I didn't like the emphasis on production values that's why I flocked to indie games (and most casual games, though made by indie teams, target a mainstream audience).  On the other hand, many games on the current indie scene are too particular on hard / ridiculous mechanics.

A non-mass-appeal hidden object game, to me, is a hidden object game with 8 bit graphics.  Neither the casual market nor the indie market would care (the former because of lack of polish;  the latter because of disdain for the genre).  I don't know if I'll be enthusastic about spot-the-pixel games.

It sounds more like your personal bias. Michael said "designers are not interested in mass appeal" not "designers out to alienate a mass audience." There is a big difference.

Additionally, many of the people here are very much into high production value within their means. Most of the indie scene just does MS Paint crap graphics. Not much thought is put into the artistry and in fact, artists are largely looked down upon. I think that is one of the things that sets experienced-based games apart from the rest of the indie scene.

I'm kicking around ideas for a 3d hidden object game; that's something I've not seen. I'm sure many here could come up with some very interesting spins on the genre.
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Michaël Samyn

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« Reply #13 on: January 31, 2011, 10:04:04 PM »

Michael said "designers are not interested in mass appeal" not "designers out to alienate a mass audience." There is a big difference.

Indeed. And there's also a distinction between "not interested in mass appeal" and "interested in appealing to a smaller audience".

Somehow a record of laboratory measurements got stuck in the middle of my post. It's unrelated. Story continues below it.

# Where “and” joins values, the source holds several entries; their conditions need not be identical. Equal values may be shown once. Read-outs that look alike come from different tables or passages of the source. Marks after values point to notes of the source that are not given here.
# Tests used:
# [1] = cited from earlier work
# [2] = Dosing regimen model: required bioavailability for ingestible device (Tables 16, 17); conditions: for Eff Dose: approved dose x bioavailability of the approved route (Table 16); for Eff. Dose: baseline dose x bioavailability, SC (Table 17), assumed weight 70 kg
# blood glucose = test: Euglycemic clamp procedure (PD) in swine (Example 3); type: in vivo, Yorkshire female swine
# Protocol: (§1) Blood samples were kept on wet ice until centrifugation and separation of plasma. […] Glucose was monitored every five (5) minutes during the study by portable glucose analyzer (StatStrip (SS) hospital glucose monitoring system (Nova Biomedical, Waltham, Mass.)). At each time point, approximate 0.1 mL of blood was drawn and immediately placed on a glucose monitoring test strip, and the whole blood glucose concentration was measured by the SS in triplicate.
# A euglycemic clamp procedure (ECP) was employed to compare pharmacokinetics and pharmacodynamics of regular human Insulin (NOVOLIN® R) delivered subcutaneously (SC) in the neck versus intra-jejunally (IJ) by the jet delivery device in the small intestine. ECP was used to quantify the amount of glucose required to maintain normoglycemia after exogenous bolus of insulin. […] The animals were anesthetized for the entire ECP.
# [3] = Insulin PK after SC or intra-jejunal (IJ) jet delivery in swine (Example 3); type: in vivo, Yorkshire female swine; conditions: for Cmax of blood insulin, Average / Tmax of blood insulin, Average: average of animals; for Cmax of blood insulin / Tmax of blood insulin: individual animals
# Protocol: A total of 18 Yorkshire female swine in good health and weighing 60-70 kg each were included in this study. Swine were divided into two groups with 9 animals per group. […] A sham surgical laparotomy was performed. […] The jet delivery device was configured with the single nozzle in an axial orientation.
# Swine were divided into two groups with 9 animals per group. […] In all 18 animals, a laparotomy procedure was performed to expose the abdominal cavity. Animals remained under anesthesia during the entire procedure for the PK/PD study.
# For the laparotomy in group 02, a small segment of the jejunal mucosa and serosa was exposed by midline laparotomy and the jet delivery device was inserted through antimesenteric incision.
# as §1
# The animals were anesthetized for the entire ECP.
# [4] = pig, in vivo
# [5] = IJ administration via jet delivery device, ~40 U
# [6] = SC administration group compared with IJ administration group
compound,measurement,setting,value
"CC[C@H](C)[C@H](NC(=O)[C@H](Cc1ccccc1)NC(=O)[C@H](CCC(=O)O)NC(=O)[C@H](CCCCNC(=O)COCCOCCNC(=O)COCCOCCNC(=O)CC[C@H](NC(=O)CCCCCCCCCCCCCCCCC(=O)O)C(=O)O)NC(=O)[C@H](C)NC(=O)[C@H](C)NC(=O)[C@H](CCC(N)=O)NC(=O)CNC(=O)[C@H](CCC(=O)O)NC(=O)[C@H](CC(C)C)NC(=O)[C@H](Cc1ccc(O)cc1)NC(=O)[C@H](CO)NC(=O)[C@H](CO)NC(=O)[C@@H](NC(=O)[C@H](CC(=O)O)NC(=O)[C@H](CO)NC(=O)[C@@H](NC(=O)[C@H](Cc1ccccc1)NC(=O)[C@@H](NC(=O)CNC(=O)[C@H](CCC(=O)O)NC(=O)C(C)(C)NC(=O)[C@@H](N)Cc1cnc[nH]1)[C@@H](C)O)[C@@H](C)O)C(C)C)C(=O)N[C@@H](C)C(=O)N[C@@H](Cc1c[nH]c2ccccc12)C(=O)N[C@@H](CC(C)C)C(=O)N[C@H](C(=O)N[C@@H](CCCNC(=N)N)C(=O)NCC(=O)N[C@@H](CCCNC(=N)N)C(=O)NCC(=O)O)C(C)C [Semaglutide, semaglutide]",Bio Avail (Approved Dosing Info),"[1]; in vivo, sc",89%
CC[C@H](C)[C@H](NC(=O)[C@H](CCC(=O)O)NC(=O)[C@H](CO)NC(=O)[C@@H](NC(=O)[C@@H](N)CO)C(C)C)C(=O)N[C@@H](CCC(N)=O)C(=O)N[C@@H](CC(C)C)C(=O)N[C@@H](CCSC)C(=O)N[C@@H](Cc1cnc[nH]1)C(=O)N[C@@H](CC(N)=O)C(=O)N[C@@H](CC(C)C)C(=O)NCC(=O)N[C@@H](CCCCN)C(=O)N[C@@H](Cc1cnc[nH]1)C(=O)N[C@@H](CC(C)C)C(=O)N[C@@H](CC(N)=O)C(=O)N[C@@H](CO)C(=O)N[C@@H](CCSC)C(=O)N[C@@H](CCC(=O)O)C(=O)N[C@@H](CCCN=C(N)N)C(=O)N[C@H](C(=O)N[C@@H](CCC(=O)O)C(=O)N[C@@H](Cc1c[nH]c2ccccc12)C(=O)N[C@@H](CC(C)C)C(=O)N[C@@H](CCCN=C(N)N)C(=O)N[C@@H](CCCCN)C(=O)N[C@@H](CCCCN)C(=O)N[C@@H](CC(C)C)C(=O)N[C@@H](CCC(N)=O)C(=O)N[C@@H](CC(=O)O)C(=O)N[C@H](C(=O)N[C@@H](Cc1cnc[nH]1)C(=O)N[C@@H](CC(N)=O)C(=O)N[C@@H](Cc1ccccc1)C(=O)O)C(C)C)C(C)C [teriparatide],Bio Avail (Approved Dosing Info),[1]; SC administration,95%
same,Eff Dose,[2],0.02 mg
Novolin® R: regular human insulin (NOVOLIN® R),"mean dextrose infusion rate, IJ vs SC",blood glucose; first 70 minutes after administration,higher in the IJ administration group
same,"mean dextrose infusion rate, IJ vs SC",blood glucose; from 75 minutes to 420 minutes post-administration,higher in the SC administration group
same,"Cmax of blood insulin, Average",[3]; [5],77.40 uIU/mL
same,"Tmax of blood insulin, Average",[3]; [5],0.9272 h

Additionally, many of the people here are very much into high production value within their means. Most of the indie scene just does MS Paint crap graphics. Not much thought is put into the artistry and in fact, artists are largely looked down upon. I think that is one of the things that sets experienced-based games apart from the rest of the indie scene.

I've always found it a pity when well done graphics (especially in 3D) are considered to be a layer of gloss and not a vital part of the medium worthy of thorough exploration.
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ghostwheel

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« Reply #14 on: February 03, 2011, 07:21:03 PM »

The Drawn games seem quite nice to if you are into plenty of puzzle and so on. It has actually gotten some mainstream coverage too, like at RockPaperShotgun. Is Phantasm like that or perhaps even more adventure game? I found Drawn a bit too puzzle heavy (and not my kind of puzzles) for me to really enjoy it, but i liked the art and so on. So would be nice to take a shot a similar game with more focus on the adventuring.

Games like this blur of core and casual even more, which hopefully help new kind of audience for not games.

I don't mind puzzles, unless they are so difficult they impede my enjoyment of a game. I was enjoying MCF: Return to Ravenhearst until the last 3 puzzles which, at least for me, were way to difficult. I found them to be as difficult as anything I've run into in the Myst games and less enjoyable. I liked the hidden object parts more; those are fun and relaxing. I found those last 3 puzzles to be about as enjoyable as doing taxes. And I didn't solve them either, I had to cheat or skip them. I hope Drawn isn't as hair-pullingly frustrating.